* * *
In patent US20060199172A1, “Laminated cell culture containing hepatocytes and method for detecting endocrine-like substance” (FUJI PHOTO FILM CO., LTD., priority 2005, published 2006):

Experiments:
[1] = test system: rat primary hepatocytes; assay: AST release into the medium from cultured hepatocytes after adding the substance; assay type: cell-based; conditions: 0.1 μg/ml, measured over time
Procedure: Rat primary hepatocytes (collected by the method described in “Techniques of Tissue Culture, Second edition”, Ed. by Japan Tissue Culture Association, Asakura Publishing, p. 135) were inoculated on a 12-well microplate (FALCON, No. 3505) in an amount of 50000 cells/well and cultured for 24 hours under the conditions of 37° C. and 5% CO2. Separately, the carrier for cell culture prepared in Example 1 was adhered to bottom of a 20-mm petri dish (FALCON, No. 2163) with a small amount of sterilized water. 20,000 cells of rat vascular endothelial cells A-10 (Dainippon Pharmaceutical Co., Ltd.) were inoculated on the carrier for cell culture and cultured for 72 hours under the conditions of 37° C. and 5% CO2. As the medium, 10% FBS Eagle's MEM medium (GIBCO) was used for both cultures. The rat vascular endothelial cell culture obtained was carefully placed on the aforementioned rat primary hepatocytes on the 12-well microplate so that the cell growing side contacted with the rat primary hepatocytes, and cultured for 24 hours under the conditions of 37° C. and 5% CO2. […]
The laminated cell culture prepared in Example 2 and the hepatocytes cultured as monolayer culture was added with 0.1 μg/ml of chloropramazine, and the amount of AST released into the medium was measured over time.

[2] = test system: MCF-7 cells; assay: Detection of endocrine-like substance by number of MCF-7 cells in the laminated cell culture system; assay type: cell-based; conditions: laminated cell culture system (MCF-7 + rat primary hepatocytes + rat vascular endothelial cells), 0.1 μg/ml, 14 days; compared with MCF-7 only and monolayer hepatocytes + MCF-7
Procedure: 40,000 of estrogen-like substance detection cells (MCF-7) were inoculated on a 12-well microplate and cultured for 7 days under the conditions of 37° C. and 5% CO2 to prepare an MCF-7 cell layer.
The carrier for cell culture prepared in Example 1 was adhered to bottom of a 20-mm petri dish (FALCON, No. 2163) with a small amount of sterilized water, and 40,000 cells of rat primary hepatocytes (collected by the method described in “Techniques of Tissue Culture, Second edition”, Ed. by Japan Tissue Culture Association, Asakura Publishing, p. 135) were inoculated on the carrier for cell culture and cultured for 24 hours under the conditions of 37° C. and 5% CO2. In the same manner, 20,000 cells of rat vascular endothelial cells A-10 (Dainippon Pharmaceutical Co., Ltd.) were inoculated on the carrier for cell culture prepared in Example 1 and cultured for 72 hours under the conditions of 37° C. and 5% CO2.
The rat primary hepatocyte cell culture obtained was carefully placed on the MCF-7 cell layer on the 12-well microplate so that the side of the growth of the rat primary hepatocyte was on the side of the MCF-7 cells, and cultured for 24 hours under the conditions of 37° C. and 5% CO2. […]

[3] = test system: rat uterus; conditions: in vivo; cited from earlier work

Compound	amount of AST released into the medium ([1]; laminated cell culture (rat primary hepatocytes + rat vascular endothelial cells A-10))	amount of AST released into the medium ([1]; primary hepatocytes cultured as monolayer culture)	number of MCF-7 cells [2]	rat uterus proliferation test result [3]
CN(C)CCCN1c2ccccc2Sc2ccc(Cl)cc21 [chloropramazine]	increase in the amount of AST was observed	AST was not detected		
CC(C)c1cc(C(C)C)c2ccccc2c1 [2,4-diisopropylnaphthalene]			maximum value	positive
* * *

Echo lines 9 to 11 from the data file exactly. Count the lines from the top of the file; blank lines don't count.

The rat primary hepatocyte cell culture obtained was carefully placed on the MCF-7 cell layer on the 12-well microplate so that the side of the growth of the rat primary hepatocyte was on the side of the MCF-7 cells, and cultured for 24 hours under the conditions of 37° C. and 5% CO2. […]

[3] = test system: rat uterus; conditions: in vivo; cited from earlier work

Compound	amount of AST released into the medium ([1]; laminated cell culture (rat primary hepatocytes + rat vascular endothelial cells A-10))	amount of AST released into the medium ([1]; primary hepatocytes cultured as monolayer culture)	number of MCF-7 cells [2]	rat uterus proliferation test result [3]